Gorgeous George’s Pre-Loved Cars is out of place in the quiet and peaceful countryside. Flanked by trees and surrounded by pastures that run as far along the road as she can see. The rows of cars shine in the thickening light, all the colors of a good day.

Sunshine is making faces hard to see already as the morning warms and promises a scorcher. A salesman in a red shirt is showing a woman in a black dress around a pickup in the far corner of the lot. A door opens in the glass frontage and John bounds out, grabbing her and spinning Martha around.

“You came!” he says between kisses. “I wasn’t sure, I wasn’t sure!”

“I did,” she smiles. She has no idea what is next and she is happy. She feels free.

“Let’s go!” he says, and pulls her to a white convertible near the road.

“What about work?” she laughs.

“I’ll find other work,” he says.

“Where are we going?” she says, her eyes filling with the whole blue of a clear sky.

John hands her the keys.

“Wherever you like!”

She grins and tries to hold his hand as she skips round to the driver’s door, stretching giddily and laughing over the car, breaking apart only to open the door and get in.

“Martha, Martha,” he repeats, kissing her hands. “My dear Martha. Beautiful Martha. Strange…”

“Please don’t call me that,” she says, suddenly small. “Whose car is this?”

“It’s yours!”

“It’s not.”

“Okay, it’s mine,” he says, leaning over to kiss her hard, his mouth hot and new and like a place she’s never been before.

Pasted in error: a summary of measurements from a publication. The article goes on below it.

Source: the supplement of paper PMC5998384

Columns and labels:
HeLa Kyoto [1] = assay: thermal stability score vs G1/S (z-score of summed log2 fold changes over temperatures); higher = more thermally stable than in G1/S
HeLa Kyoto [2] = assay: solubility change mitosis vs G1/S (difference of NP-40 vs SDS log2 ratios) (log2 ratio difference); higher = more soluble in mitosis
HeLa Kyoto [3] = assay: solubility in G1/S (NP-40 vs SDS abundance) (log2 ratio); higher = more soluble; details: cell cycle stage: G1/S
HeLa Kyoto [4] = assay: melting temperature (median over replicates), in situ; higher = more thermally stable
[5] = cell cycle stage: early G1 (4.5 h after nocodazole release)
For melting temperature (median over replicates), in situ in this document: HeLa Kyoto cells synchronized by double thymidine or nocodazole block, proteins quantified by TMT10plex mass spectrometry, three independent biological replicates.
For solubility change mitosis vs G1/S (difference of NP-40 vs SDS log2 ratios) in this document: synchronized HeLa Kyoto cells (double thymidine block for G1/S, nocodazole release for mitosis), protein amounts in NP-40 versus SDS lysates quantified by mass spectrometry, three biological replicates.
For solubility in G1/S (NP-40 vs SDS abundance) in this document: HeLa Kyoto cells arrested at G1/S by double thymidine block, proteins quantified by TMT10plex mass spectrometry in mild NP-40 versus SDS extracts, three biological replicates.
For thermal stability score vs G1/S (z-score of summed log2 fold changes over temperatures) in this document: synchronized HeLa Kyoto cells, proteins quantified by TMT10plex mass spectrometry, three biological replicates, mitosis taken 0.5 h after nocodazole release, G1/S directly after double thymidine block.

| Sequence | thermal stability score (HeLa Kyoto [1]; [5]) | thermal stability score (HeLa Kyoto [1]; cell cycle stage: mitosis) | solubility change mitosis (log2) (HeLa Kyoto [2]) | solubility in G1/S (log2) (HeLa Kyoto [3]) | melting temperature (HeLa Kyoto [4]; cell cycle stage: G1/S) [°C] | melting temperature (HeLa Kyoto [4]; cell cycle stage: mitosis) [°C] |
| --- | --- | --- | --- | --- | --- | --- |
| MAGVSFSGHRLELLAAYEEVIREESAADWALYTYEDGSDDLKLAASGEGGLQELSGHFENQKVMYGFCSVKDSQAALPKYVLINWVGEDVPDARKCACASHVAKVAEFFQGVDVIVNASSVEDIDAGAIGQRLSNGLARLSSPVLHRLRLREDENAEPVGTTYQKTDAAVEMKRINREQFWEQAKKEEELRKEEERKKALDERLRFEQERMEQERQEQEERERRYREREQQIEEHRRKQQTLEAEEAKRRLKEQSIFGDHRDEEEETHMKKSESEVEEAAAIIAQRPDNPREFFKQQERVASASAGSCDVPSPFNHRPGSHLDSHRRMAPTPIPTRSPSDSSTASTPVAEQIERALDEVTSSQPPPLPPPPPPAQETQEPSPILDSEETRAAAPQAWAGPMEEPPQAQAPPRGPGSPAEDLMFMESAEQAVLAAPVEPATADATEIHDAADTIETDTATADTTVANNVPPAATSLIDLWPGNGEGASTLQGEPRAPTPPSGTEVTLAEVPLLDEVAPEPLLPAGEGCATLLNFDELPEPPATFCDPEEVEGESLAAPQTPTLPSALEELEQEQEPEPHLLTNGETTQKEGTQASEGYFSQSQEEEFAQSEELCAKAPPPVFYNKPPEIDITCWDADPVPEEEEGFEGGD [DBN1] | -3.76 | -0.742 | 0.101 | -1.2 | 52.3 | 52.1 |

Beep beep! He honks the horn a few times, still kissing her, and she pushes him away, laughing and out of breath.

“What do you want me to call you, baby?”

She giggles.

“That.”

“Baby?”

“Yeah!” she smiles, stretching her arms above her head and closing her eyes in the sun.

“I can really drive your car?” she asks, mock-serious, frowning.

“Baby, you can drive my car forever if you like.”

“I like!” she says and turns away from him to peer down the road. Long, and winding and to a whole new universe. She doesn’t look back. Just turns the key in the ignition and revs the motor hard and loud and begins to turn the wheel. She feels like she could burst with all the joy of being alive. Like there’s a thousand blackbirds in her chest, like Creation has been waiting for this day. She gives a little squeal as she shifts it into gear but when she tries to look through the windshield it’s suddenly hazy. Strange.

The car makes a popping sound and the cover of the steering wheel is suddenly soft and wet. Confusing. The hood through the windshield looks pink. Everything looks pink, and all the birds have stopped singing.

She doesn’t understand.

She turns to ask John what’s going on, but she can’t seem to form his face in her mind. He looks different. She looks up at the figure standing next to the passenger door. The black dress. The small gun in a long, strong-fingered hand. And suddenly she knows.

Baby starts saying “No, no, no, no…” and shaking John’s shoulder, her eyes full of red clouds.

Mother says: “Sshh, Martha. Let it be.”

Today is the day. One way or another.

*****

If you’ve enjoyed Leaving Home, you can visit our free digital archive of flash fiction here. Additionally, premium short fiction published by Mystery Tribune on a quarterly basis is available digitally here.